Child 44 by Tom Rob Smith (Book Review) ~ BitterSweetLife

Thursday, May 01, 2008

Child 44 by Tom Rob Smith (Book Review)

Child 44 is the first serial killer/ spy novel set in Communist Russia that I've ever read. And, coincidentally, Child 44 is the first book (of any kind) that Tom Rob Smith has ever written. Both facts are somewhat amazing.

On the first count, I'm not a huge consumer of spy novels, but I've read enough of them that the odds of my having come this far without spending time in Communist Russia were pretty slim. On the second count, despite its dark and occasionally horrific subject matter, Child 44 is a remarkable first novel.

I say that with mixed feelings, because I probably wouldn't read the book a second time, given that the serial killer's victims are children (based loosely on historical events). Despite the fact that the book is plot-driven and not character-driven, thinking about murdered children isn't really something I choose to do in my leisure time. If you can put that awful element of the book aside, Child 44 has plenty to offer.

Heading the list of admirable qualities is the way that Tom Rob Smith seems to summon up a sometimes-forgotten history. Communist Russia comes alive as we're shown its inner workings and breath an atmosphere of frigid utilitarianism and bleak hopelessness. This evocation of atmosphere is powerful, troubling, and hard to forget.

Next is the unique plot mechanism that also serves as a central, paradoxical theme in Child 44: How does one go about pursuing justice in a country where crime does not officially exist? Before evil can be defeated, it's existence must be acknowledged. But in Communist Russia, to acknowledge the fact of insidious, deliberate sin was equivalent to accusing the system of failure--pointing out that Lenin was a nude emperor--itself a fatal transgression.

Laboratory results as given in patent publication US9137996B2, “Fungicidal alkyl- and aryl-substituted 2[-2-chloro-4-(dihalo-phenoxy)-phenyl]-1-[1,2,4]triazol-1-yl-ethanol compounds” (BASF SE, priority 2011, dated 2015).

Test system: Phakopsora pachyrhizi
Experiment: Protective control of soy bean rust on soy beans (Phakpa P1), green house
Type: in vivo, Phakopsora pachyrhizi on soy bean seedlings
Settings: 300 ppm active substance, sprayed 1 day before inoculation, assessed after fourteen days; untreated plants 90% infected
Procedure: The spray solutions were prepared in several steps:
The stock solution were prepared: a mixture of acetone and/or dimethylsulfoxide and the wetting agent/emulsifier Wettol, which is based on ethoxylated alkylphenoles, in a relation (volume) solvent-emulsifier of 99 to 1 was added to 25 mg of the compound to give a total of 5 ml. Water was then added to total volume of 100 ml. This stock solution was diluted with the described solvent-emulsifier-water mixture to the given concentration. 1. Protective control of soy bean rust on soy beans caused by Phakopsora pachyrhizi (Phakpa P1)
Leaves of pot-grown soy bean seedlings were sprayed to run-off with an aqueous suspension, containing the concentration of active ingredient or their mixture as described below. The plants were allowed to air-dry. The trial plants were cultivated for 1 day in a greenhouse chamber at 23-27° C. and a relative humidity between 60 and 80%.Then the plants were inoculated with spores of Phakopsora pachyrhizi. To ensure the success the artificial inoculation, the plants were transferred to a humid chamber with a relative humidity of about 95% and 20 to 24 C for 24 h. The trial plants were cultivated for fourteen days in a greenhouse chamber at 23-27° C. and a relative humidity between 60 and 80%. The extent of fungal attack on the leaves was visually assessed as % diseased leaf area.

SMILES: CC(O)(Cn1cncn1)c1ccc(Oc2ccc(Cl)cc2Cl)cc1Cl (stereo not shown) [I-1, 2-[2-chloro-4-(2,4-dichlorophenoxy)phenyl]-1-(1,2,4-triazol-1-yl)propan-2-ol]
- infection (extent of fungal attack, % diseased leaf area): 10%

Finally, Smith's writing is effective if not eloquent. No one will mistake Child 44 for a masterpiece of prose literature or a keen character study. You'll remember the story's setting and plot, not the names of its protagonists. But Smith is a solid, if workmanlike, author.

* - ** I'm debating how to rate Child 44. Grisly detail about a serial killer who targets children will keep this from being a "wonderful" or "favorite" book for most people--which could warrant a single star: it has its points. But the book's concept, atmosphere, and pacing are deserving of two stars: well worth your time. Based on this review, I'll let you pick your own rating.

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Culture. Photos. Life's nagging questions. - BitterSweetLife